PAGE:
All I had to do now was show up to week two and see what the instructor thought. I had my plan for a full length mirror project in my hip pocket just in case I was shot down. After all, this was an aggressive design and I knew it. Why not try? It's all about the challenges.
Thanks for all the feedback guys. It's interesting some of you like the design for the top in the first concept. Says something to me about instincts. However, I thought it was like a fourth element if you will. It was too overt and distracted from the fact it was a cantilever. The curve and the slant at the back kept pulling my eye the opposite direction; against the grain of the cantilever, if that makes sense. I appreciate the feedback about the sweeping curve though. It was actually an element from some other ideas knocking around in my head. It may pop up again…

I should be posting the final SU images of the design I went with today in the next entry. It is a slight modification to the second concept above.
 

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Inspiration

As I mentioned in the last entry, I found a project that jumped off the page and gave me the inspiration I needed to start the design for my project. I picked up the book Tradition in Contemporary Furniture and started thumbing through the pages…

Here is a shot of the cover for anyone interested.


This is the work that gave my creative juices a jump-start:

Copyright 2001 by The Furniture Society. Artist: Gord Peteran, Toronto, Ontario, 1999. Photo by Elaine Brodie.

It reminded me of a marking gauge and the brass wedge is a nice touch too. I like how the height of the 'table' can be adjusted by moving the support down the beam. The round pedestal can also be moved up and down the beam. It appealed to me because of the woodworking tool similarity (how cool is that?) and it was ingenious in its simplicity.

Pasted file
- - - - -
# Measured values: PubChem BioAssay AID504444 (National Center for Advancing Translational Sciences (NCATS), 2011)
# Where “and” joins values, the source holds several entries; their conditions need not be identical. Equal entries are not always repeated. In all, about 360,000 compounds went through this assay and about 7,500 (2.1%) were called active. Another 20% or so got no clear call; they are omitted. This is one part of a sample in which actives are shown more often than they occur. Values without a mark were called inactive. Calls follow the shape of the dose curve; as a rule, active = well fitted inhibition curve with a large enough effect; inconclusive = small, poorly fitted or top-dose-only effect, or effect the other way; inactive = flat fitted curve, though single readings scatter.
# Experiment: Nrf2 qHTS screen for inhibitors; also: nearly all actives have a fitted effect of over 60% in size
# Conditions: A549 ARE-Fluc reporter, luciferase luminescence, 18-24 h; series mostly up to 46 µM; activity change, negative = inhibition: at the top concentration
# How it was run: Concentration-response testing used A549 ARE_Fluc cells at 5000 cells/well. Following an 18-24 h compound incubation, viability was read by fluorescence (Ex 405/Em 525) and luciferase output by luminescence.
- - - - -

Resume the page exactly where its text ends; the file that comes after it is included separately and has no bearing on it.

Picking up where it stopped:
Bolstered by this find, I got busy working on some thumbnail sketches and quickly jumped over to Sketchup. A couple of days of playing around and I came up with this design:


I've always been fascinated by cantilever designs and thought maybe I could apply that to this project…

I liked where the experiment was heading. Three simple elements. A cantilevered top. An obvious tie to my inspiration. However, the three elements seemed like they didn't quite work well enough together. Back to Sketchup.

The beam or stretcher was dropped down in it's elevation. I wanted it to be more subtle so the angle between the beam and the ground needed to be flattened out. Also, the support was a little too simple. I started playing with some different angles on all the sides. I needed to address the weight of the table top since there was probably no way I could pull off this design if I didn't get that down. I decided a torsion box top might be the way to go because it would be stable as well as considerably lighter. Here is the second idea I worked up.



All I had to do now was show up to week two and see what the instructor thought. I had my plan for a full length mirror project in my hip pocket just in case I was shot down. After all, this was an aggressive design and I knew it. Why not try? It's all about the challenges.
I see what you're saying (I think). All the visual interest of the curve and the beveled end, focuses your attention there, and not on the cantilevered length out toward the "far" end, which is your intended focus?
 

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Discussion Starter · #17 ·
Inspiration

As I mentioned in the last entry, I found a project that jumped off the page and gave me the inspiration I needed to start the design for my project. I picked up the book Tradition in Contemporary Furniture and started thumbing through the pages…

Here is a shot of the cover for anyone interested.


This is the work that gave my creative juices a jump-start:

Copyright 2001 by The Furniture Society. Artist: Gord Peteran, Toronto, Ontario, 1999. Photo by Elaine Brodie.

It reminded me of a marking gauge and the brass wedge is a nice touch too. I like how the height of the 'table' can be adjusted by moving the support down the beam. The round pedestal can also be moved up and down the beam. It appealed to me because of the woodworking tool similarity (how cool is that?) and it was ingenious in its simplicity.

Bolstered by this find, I got busy working on some thumbnail sketches and quickly jumped over to Sketchup. A couple of days of playing around and I came up with this design:


I've always been fascinated by cantilever designs and thought maybe I could apply that to this project…

I liked where the experiment was heading. Three simple elements. A cantilevered top. An obvious tie to my inspiration. However, the three elements seemed like they didn't quite work well enough together. Back to Sketchup.